House divided over purchase of Roko shares
Members of Parliament are divided over the proposal by the Government to buy shares worth Shs207 billion in Roko Construction Limited.
The Minister of State for Finance (General Duties), Hon. Henry Musasizi, on Wednesday, 20 July 2022 moved a motion for a resolution of Parliament to approve a proposal by the Government to purchase 150,000 preferential shares in Roko.
Musasizi said that the proposal of buying shares is intended to offer financial support to Roko to enable the company complete government projects that are currently at a standstill owing to liquidity constraints.
“We also want to ensure that the intangible benefits that constitute Roko Construction as a 52-year-old quality Ugandan construction brand are maintained. The Government’s intention is not to own Roko but this intervention is time bound meant to end in the next five years with the company repaying the Government for the financial support it has provided,” Musasizi said.
The minister added that government’s Chief Internal Auditor will ensure the effectiveness and sustainability of the intervention by enhancing internal controls of Roko to validate that the taxpayer’s money is put to good use.
“The company also agreed to restructure its management and recruit a competent Managing Director,” the minister added.
Hon. Keefa Kiwanuka, the chairperson of the finance committee, who presented the committee report in support of the purchase of shares noted that Roko has undertaken the construction of several iconic buildings in Uganda which include, Crested Towers, Worker’s House, Mapeera House, Acacia Mall, Rwenzori Towers and many others making it a competent company that government can partner with.
He added that as a committee, they have been assured by Roko and government that all risks in the proposal shall be mitigated by government appointing representatives to the Roko Board.
“Over the years it has been a leading taxpayer in its sector paying on average Shs15 billion per annum and Shs1.3 billion in pensions. But it faced severe liquidity challenges that included taking expensive loans, bank guarantees of about Shs130 billion, plus COVID-19 which affected many other companies,” Kiwanuka said.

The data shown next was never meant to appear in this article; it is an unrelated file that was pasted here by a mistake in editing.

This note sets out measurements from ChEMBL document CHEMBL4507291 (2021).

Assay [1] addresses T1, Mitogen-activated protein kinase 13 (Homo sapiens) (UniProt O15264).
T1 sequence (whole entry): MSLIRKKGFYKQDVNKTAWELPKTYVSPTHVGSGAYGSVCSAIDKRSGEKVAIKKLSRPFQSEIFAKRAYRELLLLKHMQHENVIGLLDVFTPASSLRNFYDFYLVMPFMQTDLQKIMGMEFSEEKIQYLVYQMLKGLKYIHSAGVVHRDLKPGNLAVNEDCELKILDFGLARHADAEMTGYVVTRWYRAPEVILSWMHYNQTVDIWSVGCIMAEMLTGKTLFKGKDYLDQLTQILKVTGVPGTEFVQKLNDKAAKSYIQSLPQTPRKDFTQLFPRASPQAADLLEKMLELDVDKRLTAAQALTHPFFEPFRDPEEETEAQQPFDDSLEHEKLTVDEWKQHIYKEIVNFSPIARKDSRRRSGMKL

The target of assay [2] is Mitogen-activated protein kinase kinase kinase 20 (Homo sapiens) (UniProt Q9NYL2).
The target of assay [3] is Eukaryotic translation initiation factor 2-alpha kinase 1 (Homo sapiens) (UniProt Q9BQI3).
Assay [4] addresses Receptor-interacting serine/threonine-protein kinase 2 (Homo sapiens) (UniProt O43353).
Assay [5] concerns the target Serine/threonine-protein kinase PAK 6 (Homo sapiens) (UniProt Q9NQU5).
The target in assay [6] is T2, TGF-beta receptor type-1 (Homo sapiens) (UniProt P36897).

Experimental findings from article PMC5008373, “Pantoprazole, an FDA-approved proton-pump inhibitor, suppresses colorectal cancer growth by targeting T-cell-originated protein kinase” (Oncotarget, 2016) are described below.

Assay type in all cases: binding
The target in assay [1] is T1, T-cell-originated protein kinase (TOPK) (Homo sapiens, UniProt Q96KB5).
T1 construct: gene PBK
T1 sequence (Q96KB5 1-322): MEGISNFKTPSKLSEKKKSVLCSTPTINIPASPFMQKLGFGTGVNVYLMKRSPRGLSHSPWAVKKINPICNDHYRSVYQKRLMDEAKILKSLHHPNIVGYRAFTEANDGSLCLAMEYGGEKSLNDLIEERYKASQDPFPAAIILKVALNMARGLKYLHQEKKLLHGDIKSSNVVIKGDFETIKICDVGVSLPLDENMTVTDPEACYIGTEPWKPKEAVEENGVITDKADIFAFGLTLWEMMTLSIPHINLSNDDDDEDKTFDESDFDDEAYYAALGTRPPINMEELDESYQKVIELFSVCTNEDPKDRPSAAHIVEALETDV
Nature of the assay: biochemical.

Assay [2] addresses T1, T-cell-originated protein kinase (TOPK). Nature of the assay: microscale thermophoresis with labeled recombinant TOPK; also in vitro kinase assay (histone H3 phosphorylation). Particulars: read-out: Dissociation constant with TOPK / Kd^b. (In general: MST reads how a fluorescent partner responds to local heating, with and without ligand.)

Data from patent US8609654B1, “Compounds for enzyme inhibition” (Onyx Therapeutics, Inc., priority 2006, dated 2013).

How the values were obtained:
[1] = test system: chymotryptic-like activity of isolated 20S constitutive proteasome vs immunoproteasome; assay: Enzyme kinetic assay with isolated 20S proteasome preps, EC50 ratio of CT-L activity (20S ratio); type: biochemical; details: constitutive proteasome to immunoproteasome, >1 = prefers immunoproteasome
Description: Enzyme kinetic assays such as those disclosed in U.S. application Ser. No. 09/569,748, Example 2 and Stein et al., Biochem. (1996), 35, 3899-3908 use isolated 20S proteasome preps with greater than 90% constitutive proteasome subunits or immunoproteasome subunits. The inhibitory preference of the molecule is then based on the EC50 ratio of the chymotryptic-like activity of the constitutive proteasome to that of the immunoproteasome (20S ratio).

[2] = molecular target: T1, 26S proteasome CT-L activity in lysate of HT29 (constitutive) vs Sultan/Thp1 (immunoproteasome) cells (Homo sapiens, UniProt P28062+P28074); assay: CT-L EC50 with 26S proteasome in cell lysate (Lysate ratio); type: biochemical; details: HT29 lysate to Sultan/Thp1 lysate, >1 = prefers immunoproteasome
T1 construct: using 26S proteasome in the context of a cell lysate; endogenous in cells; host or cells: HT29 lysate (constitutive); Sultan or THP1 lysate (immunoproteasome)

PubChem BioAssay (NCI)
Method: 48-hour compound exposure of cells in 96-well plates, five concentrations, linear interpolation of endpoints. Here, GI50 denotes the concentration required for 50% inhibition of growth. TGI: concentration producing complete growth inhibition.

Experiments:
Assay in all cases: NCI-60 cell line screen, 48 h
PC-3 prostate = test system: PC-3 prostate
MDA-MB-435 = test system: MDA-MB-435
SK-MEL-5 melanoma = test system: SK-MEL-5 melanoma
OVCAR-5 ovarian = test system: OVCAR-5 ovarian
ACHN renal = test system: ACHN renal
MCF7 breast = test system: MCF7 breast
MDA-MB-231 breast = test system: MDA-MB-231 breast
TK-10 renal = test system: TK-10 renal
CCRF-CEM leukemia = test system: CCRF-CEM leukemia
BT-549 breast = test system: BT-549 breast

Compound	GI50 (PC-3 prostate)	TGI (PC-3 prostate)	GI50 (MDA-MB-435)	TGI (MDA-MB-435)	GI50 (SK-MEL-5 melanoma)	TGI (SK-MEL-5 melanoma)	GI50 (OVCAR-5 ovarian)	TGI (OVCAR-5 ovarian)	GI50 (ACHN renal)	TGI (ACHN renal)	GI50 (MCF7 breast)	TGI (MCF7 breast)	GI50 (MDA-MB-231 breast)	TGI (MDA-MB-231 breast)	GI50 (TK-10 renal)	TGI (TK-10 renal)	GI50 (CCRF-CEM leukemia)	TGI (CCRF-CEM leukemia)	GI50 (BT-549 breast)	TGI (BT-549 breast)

He further mentioned that Roko’s projects worth Shs292 billion had stalled like the Inspectorate of Government Building, Uganda Cancer Institute, the new Parliament Chamber and the finance ministry offices.
Kiwanuka added: “It is against that background that Roko approached the Government to let it acquire 150,000, redeemable, participating shares at a nominal value of Shs1million per share payable over five years. The money is to be used to raise capital to improve operational efficiency on projects and improve liquidity to uptake more projects.”
However, the committee’s minority report presented by the Shadow Minister for Finance, Planning and Economic Development, Hon. Muhammad Muwanga Kivumbi (NUP, Butambala County), recommended a 51 per cent share capital acquisition by government that could amount to Shs16 billion far less than the proposed Shs207.13 billion.
“We recommend that government should acquire 51 per cent of the ordinary shares of Roko as a condition for the acquisition of preferential shares; otherwise, there is a risk that if there is no such condition, government may prioritise the preferential shares. The majority shareholding will require that government has got a stake in ownership and control,” Muwanga Kivumbi said.
He highlighted that Roko has 27 cases in the Commercial Court and that there was no professional report to qualify the proposed Shs207.13 billion to be enough to salvage the company.
He further regarded Roko as a foreign-owned company with its ordinary shareholders not being citizens of the East African states as defined by the Investment Code Act.
The minority report also pointed out that the 15,000 ordinary shares are owned by Swiss nationals and that the timing of the proposal was insensitive during the current hard economic times.
Tororo district Woman MP, Hon. Sarah Opendi, said that more due diligence needs to be done as it was revealed by the UBC Executive Director who compared Roko to a very ill patient and added that it was risky investing in it.
Hon. Lillian Aber (NRM, Woman MP, Kitgum district) supported the funding of Roko. “We must support Roko to consider those special projects like the cancer project at Naguru,” Aber noted.
The Woman MP for Adjumani district, Hon. Jesca Ababiku, said that Roko can be supported as the system is improved for equity to prevail.
“How long are we going to need to rectify the system? My government should work on equity to also support other companies,” Ababiku said.
The Leader of the Opposition, Hon. Mathias Mpuuga, told Parliament that it should be clear if Roko wants a grant, instead of duping people that government is buying shares.
“This House should not be invited to duplicity; this is not a business but a grant, and you know grants also have their terms and conditions. If you have no powers to vote then there is no ownership of the company,” Mpuuga said.
The Speaker of Parliament, Anita Among, guided that safeguards should be instituted to avert the risk of loss of public funds.
She acknowledged that both reports presented by members of the finance committee complemented each other and need to be considered.
“Let us look at the principles to ask the Government to look at all other local companies that may need support,” the Speaker noted and directed the finance minister to address the issues raised by the legislators and report back to the House.